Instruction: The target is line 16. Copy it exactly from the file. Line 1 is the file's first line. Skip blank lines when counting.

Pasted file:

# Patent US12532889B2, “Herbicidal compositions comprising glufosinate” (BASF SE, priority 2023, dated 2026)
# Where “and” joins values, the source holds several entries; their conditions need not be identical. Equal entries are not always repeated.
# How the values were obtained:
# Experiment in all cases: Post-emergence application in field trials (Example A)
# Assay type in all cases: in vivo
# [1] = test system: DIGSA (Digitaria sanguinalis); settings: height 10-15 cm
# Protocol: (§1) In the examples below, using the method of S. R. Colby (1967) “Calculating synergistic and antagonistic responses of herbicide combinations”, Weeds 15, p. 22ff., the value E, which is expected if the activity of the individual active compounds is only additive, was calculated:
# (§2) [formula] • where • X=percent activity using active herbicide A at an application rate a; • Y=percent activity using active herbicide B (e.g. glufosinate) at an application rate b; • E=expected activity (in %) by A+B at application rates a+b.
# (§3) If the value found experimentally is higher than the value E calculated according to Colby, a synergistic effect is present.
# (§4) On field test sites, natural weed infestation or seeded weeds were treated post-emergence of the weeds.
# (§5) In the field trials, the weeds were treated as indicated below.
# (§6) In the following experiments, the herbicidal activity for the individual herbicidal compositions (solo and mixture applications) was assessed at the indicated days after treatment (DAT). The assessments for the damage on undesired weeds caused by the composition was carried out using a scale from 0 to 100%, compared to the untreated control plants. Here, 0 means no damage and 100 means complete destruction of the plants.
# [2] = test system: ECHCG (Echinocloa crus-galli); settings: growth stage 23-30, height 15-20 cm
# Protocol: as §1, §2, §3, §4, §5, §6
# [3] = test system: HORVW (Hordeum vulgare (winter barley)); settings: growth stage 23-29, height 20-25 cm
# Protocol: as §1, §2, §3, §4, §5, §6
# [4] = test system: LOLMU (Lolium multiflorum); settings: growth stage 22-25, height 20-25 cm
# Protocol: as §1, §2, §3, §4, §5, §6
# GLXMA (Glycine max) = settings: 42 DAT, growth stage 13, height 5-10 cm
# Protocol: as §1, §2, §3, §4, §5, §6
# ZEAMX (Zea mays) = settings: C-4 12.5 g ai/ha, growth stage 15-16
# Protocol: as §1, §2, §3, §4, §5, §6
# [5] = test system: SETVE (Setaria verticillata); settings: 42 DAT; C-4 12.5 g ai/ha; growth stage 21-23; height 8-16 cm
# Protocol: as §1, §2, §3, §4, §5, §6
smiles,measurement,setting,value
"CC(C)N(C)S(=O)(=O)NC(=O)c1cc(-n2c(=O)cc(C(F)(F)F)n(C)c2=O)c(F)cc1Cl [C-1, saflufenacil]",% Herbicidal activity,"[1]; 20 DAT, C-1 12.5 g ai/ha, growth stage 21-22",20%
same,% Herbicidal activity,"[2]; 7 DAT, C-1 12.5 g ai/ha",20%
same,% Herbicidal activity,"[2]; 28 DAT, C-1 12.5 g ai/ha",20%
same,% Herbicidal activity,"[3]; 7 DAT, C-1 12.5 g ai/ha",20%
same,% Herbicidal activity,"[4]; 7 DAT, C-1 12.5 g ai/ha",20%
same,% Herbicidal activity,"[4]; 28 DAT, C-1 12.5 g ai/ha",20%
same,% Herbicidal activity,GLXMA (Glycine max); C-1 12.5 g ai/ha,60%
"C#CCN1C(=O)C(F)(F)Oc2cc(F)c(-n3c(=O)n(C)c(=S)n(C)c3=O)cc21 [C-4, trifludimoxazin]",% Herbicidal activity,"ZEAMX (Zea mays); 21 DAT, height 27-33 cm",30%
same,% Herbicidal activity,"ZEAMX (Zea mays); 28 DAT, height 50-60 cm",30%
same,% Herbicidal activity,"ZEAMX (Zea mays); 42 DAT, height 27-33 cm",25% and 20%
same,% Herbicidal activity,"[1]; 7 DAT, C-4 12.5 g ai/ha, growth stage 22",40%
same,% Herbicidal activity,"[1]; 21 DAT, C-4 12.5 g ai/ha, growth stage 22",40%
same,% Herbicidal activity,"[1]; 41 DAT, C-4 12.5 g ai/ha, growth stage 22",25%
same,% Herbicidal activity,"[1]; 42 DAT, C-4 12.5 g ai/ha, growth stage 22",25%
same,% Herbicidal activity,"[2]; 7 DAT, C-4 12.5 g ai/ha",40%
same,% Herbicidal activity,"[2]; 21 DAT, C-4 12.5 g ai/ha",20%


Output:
# Protocol: as §1, §2, §3, §4, §5, §6